In this embodiment, the desired values of output signal C_{T }and output signal A_{R }are simultaneously negligible, so that there is no crosstalk and no leakage. To achieve high tolerance to common deviations in the coupling coefficients and the propagation constants, the derivatives of signal C_{T }and signal A_{R }with respect to these parameters are preferably negligible. These requirements result in definitions for the coupling values and phase values.

[0068]
[0068]FIG. 10 is a plan view of a simplified splitter/combiner configuration for reflection/transmission spectra in accordance with the invention. The design is made for a splitter/combiner for reflection and then the design is mirrored for transmission. For example, the splitter/combiner described in the second embodiment, for reflection, can also be used for transmission, as shown in FIG. 10. In this embodiment, the output signal A_{R }and output signal C_{T }are preferably negligible. The input signal A_{in }preferably has a normalized power of 1. The input signal B_{in }preferably has negligible power. The reflection signal A_{R is: }

A _{R} ={e ^{2iθ} ^{ 2 } [e ^{iθ} ^{ 1 }cos(φ_{1})cos(φ_{2})−sin(φ_{1})sin(φ_{2})]^{2} −[e ^{iθ} ^{ 1 }cos(φ_{1})sin(φ_{2})+sin(φ_{1})cos(φ_{2})]^{2} }r(ω)=0 (26)

[0069]
and the transmission signal C_{T }is:

C _{T} ={e ^{2iθ} ^{ 2 } [e ^{iθ} ^{ 1 }cos(φ_{1})cos(φ_{2})−sin(φ_{1})sin(φ_{2})]^{2} −[e ^{iθ} ^{ 1 }cos(φ_{1})sin(φ_{2})+sin(φ_{1})cos(φ_{2})]^{2} }t(ω)=0 (27)

[0070]
Since the two signals have the same form, it is clear that a solution to one equation is also a solution to the other equation. A further alternate embodiment using this method is shown in FIG. 11. FIG. 11 is a plan view of an alternate splitter/combiner configuration for reflection and transmission spectra in accordance with the invention.

[0071]
In another exemplary embodiment of the invention, the phase values of the phase shifts in the splitter/combiner systems are controlled by an effect, such as electrooptic or thermooptic refractive index changes. Specifically, even with the foregoing parameter tolerant designs, in high index contrast planar waveguide systems, yields may not be high enough. This embodiment enables the phase values to vary by different amounts, addressing a differential error, for example. The differential error is corrected by tuning the phase values using a refractive effect, typically in a postfabrication tuning step. The tolerance of the phase value, and the splitter/combiner, is thereby increased.

[0072]
[0072]FIG. 12 shows one such implementation. FIG. 12 is a plan view illustrating the layout of the waveguides in still another embodiment of the splitter/combiner system. A post fabrication tuning mechanism is provided. Specifically, heaters 210 are integrated with the waveguides, and specifically on the phase shifts to enable post fabrication control over the refractive indices of waveguide A. This allows tuning of the propagation constants of the phase shifts 112.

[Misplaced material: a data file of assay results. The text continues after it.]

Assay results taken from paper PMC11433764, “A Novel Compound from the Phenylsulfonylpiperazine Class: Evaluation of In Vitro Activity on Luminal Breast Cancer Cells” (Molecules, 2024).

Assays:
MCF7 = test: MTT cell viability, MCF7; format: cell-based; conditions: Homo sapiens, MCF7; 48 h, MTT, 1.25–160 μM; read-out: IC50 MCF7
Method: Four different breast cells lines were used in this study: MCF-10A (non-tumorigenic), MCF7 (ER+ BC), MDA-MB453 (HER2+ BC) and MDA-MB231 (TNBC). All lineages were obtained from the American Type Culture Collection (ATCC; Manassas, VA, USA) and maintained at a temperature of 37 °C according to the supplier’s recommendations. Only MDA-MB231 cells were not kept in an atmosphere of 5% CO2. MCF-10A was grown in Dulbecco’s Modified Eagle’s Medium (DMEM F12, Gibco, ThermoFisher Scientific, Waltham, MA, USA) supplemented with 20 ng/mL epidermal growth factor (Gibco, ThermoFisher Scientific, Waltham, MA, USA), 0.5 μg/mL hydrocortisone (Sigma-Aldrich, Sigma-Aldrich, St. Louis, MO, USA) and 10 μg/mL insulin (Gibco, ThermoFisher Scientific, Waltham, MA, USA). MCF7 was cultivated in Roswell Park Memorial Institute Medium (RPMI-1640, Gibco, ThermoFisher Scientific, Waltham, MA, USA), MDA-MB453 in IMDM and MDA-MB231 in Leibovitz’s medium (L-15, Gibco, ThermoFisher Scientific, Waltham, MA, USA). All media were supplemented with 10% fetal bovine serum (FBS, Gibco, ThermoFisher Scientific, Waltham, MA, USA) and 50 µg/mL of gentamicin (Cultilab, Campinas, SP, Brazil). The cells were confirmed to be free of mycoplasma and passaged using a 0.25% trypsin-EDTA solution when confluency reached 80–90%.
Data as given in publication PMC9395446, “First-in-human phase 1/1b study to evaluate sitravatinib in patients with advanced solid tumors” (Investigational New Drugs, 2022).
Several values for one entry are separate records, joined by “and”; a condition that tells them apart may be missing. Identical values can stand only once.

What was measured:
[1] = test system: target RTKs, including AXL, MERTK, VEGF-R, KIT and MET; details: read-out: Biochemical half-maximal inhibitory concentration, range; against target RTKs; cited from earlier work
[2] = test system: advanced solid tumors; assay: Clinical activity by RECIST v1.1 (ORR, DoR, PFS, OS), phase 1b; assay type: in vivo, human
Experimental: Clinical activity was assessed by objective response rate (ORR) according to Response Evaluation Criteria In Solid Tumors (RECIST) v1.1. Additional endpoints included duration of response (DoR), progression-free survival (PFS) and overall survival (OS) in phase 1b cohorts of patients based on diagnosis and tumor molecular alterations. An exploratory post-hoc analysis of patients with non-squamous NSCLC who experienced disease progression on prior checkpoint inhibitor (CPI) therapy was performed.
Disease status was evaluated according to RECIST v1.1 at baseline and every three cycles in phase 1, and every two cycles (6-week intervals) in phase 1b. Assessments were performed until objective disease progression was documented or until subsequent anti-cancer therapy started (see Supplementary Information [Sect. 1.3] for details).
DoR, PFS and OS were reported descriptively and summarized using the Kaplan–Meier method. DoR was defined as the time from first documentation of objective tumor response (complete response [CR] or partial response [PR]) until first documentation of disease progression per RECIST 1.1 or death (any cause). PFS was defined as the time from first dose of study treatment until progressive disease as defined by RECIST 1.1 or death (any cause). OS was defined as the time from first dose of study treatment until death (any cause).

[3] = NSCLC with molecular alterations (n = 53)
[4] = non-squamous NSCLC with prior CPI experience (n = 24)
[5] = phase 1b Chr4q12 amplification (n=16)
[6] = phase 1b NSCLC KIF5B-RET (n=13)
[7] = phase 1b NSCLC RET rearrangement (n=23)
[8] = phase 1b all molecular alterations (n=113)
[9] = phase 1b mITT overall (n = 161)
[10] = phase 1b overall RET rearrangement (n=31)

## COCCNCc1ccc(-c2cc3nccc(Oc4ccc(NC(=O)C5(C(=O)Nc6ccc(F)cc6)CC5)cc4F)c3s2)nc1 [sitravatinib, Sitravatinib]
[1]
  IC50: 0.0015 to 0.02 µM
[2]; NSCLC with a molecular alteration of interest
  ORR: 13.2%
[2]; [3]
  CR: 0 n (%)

[0073]
In the typical application, the operation of the splitter/combiner 100 is tested post fabrication. In the calibration sequence, the refractive indices of the waveguides are temperature tuned to optimize the splitter/combiner's performance. During normal operation, the heaters 210 maintain the waveguides at these calibrated temperatures in a steady state. Other techniques are used to finetune the operation of the splitter/combiner 100 in other implementations. For example, instead of temperature tuning the refractive indices, ultraviolet exposure is used to modify the waveguides in a post fabrication calibration operation.

[0074]
It should be appreciated that this post fabrication finetuning technique is applicable to any of the previously described embodiments to improve performance of the final system.

[0075]
Further, in all of the abovedescribed embodiments, the splitter/combiner systems can be used for signal propagation in either direction. As well, each port can be used as an input port, an output port, or both an input and an output port.

[0076]
The methods described above may be extended to any number of directional couplers and phase shifts. The methods may also be extended to any desired power splitting ratio and a wide range of parameter deviations. As well, the designs are not limited to any specific tolerance values or any specific set of parameters.

[0077]
Although the present invention has been shown and described with respect to several preferred embodiments thereof, various changes, omissions and additions to the form and detail thereof, may be made therein, without departing from the spirit and scope of the invention.